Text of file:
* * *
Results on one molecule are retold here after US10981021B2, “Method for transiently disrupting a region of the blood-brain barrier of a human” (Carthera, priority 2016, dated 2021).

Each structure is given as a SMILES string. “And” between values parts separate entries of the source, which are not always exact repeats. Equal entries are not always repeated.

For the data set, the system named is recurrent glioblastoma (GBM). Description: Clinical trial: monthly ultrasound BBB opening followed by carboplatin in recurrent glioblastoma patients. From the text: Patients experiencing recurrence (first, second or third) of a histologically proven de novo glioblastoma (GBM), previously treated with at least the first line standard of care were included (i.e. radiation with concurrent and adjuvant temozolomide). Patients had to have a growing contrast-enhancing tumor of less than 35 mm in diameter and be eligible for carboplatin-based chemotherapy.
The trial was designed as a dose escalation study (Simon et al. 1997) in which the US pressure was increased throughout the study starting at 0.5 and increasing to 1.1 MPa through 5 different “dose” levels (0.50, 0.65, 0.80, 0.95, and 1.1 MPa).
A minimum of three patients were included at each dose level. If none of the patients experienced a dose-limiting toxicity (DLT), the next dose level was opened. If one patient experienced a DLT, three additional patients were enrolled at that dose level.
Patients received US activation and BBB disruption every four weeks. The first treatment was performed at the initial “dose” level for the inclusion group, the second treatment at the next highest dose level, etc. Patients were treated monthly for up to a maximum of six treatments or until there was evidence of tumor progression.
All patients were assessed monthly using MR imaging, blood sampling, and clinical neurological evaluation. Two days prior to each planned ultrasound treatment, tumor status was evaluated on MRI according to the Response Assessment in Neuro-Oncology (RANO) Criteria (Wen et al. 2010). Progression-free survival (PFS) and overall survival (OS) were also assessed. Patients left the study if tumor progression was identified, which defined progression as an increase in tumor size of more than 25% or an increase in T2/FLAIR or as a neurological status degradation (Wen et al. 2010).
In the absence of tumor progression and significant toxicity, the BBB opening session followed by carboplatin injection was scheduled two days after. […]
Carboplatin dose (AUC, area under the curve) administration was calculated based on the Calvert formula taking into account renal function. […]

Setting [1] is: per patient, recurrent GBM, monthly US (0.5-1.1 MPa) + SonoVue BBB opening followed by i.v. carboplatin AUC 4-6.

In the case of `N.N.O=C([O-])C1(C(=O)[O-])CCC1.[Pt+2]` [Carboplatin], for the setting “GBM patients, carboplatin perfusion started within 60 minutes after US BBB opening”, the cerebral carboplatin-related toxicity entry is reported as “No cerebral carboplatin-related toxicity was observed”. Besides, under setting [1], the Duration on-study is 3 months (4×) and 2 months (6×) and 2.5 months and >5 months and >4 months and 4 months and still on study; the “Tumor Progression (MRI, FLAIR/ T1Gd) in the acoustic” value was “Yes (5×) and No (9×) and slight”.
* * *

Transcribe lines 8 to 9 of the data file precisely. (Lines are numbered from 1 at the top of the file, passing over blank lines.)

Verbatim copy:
In the absence of tumor progression and significant toxicity, the BBB opening session followed by carboplatin injection was scheduled two days after. […]
Carboplatin dose (AUC, area under the curve) administration was calculated based on the Calvert formula taking into account renal function. […]